Which Transactions Affect Balance Sheets?

Avoid Any Nasty Surprises: Balance Sheets Matter!

EzyLearn Xero Balance SheetA business’s balance sheet is a snapshot of its financial position at a particular period of time, which is not to be confused with a profit and loss (P&L) statement. Unlike a P&L, which just shows whether the business is making a profit or loss during a given period, a balance sheet, will eventually, show nearly every activity that has occurred within a business.

However, there are some transactions that will show up immediately. You’ll learn how to run a balance sheet in our Xero Daily Reconciliations Training Course, but we wanted to show you the transactions to look out for and why.

profit and loss statement xero online training course
A balance sheet reveals the nitty gritty of your business’ transactions.

The purchase or sale of assets

When an asset, such as a car, is bought, it will reduce the cash account and increase the fixed-assets account. Both of these accounts are listed in the asset portion of the balance sheet, however, cash is part of the current assets section and fixed assets are part of the long-term assets section.

When an asset is sold, the way the cash is accounted for is a bit more difficult. Here, both the asset’s book value and any accumulated depreciation are removed from the books at the same time that the cash account is increased by the sales price. If the sales price does not equal the book value, the difference is accounted for as a gain or loss on the sale of equipment. This gain or loss is recorded on the P&L statement.

Purchases on credit

When a business purchases supplies or inventory on credit, the business will debit the asset account (supplies or inventory) and credit the accounts-payable account. Almost always, accounts payable are considered to be current liabilities and are shown at the top of the liabilities section of the balance sheet.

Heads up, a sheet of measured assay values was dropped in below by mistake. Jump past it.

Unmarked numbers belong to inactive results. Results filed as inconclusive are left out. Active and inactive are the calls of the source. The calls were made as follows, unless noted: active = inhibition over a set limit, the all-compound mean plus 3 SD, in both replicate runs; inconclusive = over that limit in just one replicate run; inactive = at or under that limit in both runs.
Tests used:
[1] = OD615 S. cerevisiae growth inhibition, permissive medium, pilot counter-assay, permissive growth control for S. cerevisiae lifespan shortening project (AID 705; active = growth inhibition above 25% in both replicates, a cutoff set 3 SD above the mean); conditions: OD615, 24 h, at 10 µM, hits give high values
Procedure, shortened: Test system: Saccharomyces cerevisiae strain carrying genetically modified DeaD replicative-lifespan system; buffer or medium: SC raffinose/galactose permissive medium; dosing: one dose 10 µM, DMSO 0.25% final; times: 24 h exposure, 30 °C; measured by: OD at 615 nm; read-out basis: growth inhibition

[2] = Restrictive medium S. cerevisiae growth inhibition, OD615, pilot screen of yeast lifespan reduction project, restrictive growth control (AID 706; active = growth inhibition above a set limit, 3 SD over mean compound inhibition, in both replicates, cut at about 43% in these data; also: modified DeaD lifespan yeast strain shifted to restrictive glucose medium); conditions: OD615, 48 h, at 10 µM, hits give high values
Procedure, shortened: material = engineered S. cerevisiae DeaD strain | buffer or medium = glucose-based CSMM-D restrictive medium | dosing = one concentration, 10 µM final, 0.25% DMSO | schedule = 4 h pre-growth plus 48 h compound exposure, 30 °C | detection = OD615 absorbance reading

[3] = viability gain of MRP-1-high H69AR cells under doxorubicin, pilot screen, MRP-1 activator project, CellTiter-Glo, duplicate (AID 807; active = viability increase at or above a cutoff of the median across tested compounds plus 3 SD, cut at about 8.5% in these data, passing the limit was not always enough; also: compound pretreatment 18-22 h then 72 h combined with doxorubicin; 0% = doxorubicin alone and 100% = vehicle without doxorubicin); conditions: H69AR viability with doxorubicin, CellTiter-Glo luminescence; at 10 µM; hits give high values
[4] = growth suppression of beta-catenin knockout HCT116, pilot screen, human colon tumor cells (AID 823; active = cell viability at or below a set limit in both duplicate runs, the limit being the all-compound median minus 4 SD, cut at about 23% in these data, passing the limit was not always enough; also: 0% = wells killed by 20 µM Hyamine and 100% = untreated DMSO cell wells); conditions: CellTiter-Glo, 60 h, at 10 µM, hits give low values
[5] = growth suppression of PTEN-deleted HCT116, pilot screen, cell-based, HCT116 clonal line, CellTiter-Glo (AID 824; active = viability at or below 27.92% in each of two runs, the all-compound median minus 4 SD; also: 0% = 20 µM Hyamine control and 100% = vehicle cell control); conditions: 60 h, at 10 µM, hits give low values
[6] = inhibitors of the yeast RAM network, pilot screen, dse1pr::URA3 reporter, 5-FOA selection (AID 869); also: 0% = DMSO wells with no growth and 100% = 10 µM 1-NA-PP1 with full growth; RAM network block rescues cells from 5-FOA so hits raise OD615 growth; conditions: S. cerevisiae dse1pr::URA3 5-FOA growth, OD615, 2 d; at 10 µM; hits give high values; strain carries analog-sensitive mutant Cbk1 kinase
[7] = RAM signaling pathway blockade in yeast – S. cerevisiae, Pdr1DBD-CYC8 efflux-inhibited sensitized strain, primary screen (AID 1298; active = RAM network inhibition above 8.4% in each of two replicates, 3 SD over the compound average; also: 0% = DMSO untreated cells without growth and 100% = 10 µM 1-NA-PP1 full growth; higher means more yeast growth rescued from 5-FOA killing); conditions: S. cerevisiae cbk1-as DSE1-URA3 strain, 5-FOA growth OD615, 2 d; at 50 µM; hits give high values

Debt and lease arrangements

When a business issues debt or enters into a leasing arrangement, a liability must be recorded in the long-term section of the company’s balance sheet. For example, if a company issues bonds for cash, the company would debit cash and credit bonds payable in the simplest bond-issuance scenarios.

Capital-lease transactions affect the balance sheet in a similar manner. When entering a capital-lease arrangement, the business will debit a fixed-asset account to show that the company has taken economic possession of the leased asset. At the same time, the business will credit a capital-lease obligation account to show the offsetting economic liability.

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For a balance sheet to be correct, you must code each transaction correctly in your accounting software. Our Xero Daily Reconciliations Training Course covers balance sheets, and much, much more. Why not enrol today?

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Online bookkeeping accounting training courses for CPD points

EzyLearn Excel, MYOB and Xero online training courses count towards Continuing Professional Development (CPD) for bookkeepers and accountants. We’ve been an accredited training provider of the Institute of Certified Bookkeepers ever since the organisation started in Australia. Find out how CPD points can be of benefit to you.